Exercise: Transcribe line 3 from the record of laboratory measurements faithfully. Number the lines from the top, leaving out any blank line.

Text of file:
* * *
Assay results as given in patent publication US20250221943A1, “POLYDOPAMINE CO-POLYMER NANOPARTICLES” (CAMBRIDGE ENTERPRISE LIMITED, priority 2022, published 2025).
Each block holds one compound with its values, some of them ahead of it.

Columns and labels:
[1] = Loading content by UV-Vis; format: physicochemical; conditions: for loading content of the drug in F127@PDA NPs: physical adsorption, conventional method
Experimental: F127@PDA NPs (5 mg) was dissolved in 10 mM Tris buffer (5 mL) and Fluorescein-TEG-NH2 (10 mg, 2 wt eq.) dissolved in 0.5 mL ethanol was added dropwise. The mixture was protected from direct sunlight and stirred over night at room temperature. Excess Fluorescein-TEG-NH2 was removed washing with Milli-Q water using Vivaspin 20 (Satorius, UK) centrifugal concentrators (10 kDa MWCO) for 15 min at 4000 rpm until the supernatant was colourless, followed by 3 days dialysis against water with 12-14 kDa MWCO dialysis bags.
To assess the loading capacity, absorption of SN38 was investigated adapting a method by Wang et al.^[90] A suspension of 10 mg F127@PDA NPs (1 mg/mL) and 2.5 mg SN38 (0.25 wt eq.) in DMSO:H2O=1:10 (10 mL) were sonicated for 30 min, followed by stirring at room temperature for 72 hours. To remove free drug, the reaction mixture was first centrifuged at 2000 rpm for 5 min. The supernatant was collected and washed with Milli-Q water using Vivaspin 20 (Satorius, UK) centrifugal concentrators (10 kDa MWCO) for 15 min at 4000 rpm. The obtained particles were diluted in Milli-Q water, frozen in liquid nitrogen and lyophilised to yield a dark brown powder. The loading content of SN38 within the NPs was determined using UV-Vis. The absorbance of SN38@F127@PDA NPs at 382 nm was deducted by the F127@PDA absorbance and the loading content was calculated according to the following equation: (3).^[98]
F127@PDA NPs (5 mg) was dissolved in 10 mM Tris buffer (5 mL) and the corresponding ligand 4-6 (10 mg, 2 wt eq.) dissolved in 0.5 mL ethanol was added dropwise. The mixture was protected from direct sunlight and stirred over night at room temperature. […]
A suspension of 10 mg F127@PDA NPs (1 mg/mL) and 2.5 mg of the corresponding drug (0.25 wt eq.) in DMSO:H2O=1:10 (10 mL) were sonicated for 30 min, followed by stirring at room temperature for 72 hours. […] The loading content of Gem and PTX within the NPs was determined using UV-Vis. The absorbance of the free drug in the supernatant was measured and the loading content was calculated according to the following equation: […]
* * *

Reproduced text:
Columns and labels: